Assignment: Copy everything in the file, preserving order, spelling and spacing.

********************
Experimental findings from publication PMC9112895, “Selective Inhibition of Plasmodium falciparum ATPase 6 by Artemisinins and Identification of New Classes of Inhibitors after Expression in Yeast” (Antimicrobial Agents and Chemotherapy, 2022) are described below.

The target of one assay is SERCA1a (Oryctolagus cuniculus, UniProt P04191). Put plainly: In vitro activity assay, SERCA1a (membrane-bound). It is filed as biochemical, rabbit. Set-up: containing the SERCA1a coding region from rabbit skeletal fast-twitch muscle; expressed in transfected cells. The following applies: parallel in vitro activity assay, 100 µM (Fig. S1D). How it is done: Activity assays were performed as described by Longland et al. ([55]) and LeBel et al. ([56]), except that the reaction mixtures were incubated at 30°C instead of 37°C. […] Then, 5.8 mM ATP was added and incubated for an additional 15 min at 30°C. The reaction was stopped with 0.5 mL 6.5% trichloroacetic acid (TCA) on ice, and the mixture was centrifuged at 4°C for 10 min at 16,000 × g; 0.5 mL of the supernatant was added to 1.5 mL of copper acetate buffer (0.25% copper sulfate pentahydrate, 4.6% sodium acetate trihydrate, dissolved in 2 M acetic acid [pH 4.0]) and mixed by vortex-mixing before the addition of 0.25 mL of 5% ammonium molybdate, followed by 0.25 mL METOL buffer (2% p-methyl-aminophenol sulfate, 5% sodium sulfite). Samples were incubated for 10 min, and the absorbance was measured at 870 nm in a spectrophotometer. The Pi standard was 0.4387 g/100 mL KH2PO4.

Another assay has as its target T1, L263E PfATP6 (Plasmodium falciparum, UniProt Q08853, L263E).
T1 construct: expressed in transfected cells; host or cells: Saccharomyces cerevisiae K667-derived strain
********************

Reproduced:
Experimental findings from publication PMC9112895, “Selective Inhibition of Plasmodium falciparum ATPase 6 by Artemisinins and Identification of New Classes of Inhibitors after Expression in Yeast” (Antimicrobial Agents and Chemotherapy, 2022) are described below.

The target of one assay is SERCA1a (Oryctolagus cuniculus, UniProt P04191). Put plainly: In vitro activity assay, SERCA1a (membrane-bound). It is filed as biochemical, rabbit. Set-up: containing the SERCA1a coding region from rabbit skeletal fast-twitch muscle; expressed in transfected cells. The following applies: parallel in vitro activity assay, 100 µM (Fig. S1D). How it is done: Activity assays were performed as described by Longland et al. ([55]) and LeBel et al. ([56]), except that the reaction mixtures were incubated at 30°C instead of 37°C. […] Then, 5.8 mM ATP was added and incubated for an additional 15 min at 30°C. The reaction was stopped with 0.5 mL 6.5% trichloroacetic acid (TCA) on ice, and the mixture was centrifuged at 4°C for 10 min at 16,000 × g; 0.5 mL of the supernatant was added to 1.5 mL of copper acetate buffer (0.25% copper sulfate pentahydrate, 4.6% sodium acetate trihydrate, dissolved in 2 M acetic acid [pH 4.0]) and mixed by vortex-mixing before the addition of 0.25 mL of 5% ammonium molybdate, followed by 0.25 mL METOL buffer (2% p-methyl-aminophenol sulfate, 5% sodium sulfite). Samples were incubated for 10 min, and the absorbance was measured at 870 nm in a spectrophotometer. The Pi standard was 0.4387 g/100 mL KH2PO4.

Another assay has as its target T1, L263E PfATP6 (Plasmodium falciparum, UniProt Q08853, L263E).
T1 construct: expressed in transfected cells; host or cells: Saccharomyces cerevisiae K667-derived strain